Upon entering the Murphy’s Landing schoolhouse, before finding space on the splintering wooden benches, we were instructed to write our name in the ledger with a feather pen. The room was hot and buzzing with flies, much like the 19th century, I imagine. The schoolmaster in charge resembled Donal Logue, had Donal Logue made a few bad life choices, like maybe living in a tent outside his mother’s RV, importing Asian porn mags, and drinking himself to sleep on ethanol. My mom stood a few feet behind me as I wrote my name neatly in the ledger. When I finished I looked up to meet the bloodshot eyes of the schoolmaster crouching before me. His costume cravat was velcroed so loose in the back it hung on him like a necklace.
“Let me see your palms little lady,” he demanded in an affected British-Western accent, origin to this particular region of Minnesota unknown.
I extended my palms towards him. THWACK. There was a gust of air and a stinging sensation on my left palm. I looked down at the hand with which I had just gripped the feather pen. There was a ruler-width, lobelia-colored welt. It was throbbing.
My flabbergasted mom rushed to my defense.
“What in the heck is wrong with you? You just hit a child!”
Schoolmaster Logue turned around to face her, wearing an expression of such condescension and self-importance it could make masturbation look like an act of altruism. He simply refused to break, “Madame, we will not allow left-handed penmanship here. Your charge, she writes with the Devil’s hand!”
They went back and forth a few times. I’m not sure whether it was the oddly intimidating religious overtones, his booming voice confidently spouting anachronisms, or the feeling that all eyes in the sickly hot schoolhouse were bearing down on her, but after a few minutes, Mom gave up. She sat down next to me and held my uninjured hand. Her expression was like nothing I’d seen on her before. Exasperation Incarnate.
Oddly enough, there are a bunch of historical reenactment groups in Minnesota, dedicated to drudging up wars and national events we were barely a part of. The MN chapter of 55th Regiment of Foot portrays British soldiers during the American Revolution, a time when the area was still a part of the Northwest territory, meaning, for the most part, the British soldiers stationed there were selling furs, not shooting Yanks. But reenactors find a way to fire guns. Take the Muzzleloading Club of the Twin Cities, for example. Every Memorial Day they take to Murphy’s Landing to shoot black powder rifles into the air, commemorating a holiday by representing an era pre-dating the emergence of said holiday. There’s no point in reliving history if the living is mundane.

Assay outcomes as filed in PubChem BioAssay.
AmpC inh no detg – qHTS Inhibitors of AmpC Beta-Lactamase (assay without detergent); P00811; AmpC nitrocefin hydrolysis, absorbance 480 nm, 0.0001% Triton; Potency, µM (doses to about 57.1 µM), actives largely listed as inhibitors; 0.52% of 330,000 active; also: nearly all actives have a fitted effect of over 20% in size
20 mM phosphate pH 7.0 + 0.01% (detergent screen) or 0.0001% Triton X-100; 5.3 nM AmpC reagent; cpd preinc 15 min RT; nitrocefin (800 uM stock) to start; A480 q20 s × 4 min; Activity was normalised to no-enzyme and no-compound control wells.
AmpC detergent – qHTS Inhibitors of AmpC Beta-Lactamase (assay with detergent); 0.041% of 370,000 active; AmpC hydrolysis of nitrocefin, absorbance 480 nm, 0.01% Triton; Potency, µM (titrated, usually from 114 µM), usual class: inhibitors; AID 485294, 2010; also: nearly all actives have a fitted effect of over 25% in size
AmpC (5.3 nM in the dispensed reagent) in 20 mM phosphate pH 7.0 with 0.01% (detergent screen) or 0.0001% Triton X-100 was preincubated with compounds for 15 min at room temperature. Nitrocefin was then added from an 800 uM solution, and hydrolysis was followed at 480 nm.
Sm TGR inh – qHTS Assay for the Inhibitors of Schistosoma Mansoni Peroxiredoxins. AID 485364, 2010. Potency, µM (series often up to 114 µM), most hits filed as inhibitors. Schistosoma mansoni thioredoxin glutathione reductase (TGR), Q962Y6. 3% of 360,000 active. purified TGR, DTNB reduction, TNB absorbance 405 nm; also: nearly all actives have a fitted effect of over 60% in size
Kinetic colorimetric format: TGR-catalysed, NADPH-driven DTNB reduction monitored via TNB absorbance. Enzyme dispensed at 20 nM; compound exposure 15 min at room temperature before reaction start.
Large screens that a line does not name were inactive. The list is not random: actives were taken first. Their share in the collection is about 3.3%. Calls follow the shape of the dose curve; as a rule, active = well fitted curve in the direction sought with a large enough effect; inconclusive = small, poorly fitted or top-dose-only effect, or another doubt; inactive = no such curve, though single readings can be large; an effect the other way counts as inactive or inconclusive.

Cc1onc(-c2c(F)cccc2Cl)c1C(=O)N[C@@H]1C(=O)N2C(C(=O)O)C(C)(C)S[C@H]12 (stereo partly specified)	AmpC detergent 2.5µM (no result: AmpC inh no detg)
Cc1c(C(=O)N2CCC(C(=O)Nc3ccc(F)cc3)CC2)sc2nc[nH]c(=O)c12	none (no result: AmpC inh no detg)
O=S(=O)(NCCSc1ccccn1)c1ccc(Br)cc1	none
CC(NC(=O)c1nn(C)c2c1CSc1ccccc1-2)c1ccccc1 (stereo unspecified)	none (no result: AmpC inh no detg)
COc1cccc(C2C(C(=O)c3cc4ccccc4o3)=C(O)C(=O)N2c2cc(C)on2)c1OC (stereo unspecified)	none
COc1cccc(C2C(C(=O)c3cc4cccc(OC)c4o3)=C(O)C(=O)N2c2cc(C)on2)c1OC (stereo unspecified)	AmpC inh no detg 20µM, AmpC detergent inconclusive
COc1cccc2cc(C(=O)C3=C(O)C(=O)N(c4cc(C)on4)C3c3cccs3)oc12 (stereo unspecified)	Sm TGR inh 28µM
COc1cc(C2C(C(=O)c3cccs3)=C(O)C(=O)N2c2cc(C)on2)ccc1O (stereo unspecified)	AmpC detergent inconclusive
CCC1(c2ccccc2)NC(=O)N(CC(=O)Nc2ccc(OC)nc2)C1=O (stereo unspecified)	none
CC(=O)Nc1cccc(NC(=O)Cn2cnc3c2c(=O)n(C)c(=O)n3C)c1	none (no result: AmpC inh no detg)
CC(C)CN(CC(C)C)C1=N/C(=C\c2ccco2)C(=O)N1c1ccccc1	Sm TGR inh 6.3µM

Once in a while I’ll get a momentary prick of anxiety when I pass a highway billboard advertising a Renaissance Fair, or when Braveheart is playing on TBS. Most recently, it hit when I was vacationing in Montreal earlier this summer. My boyfriend and I were ambling the trails of Mont-Royal Park when we came to a noisy clearing where a collection of fifty or so chainmail-clad men were swinging bountiful swords in the air, fighting a dementor army. An audience of bemused park-goers lingered on the outskirts of the field and a few damsels in velvet empire-waisted gowns shouted what I suppose were medieval encouragements like “HOY HOY HOY.” I fought my urge to bolt. My boyfriend wanted to watch for a minute.
A few moments later a pudgy-faced toddler of modern times broke away from his family and ran over to one of the sword-wielding knights. My immediate instinct was to reach out and grab the kid’s arm, scolding, “We do not do that, okay? We do not get in cars with strangers, we do not poke unattended doggies, and we sure as hell do not touch men dressed in historical garb.” But the boy’s biological mother chased after him smiling, and my self-restraint put enough constipated dread in my eyes that my boyfriend, beholding it, asked, “You wanna keep walking?”
I nodded, and took out my cell to text my mom, “I love you.” She wrote an hour or so later, “I love u too! Are u having fun?” I told her the truth, “Saw a LARPer earlier” and she replied instantly, as the only person in the world that understood what that meant, with a “:( “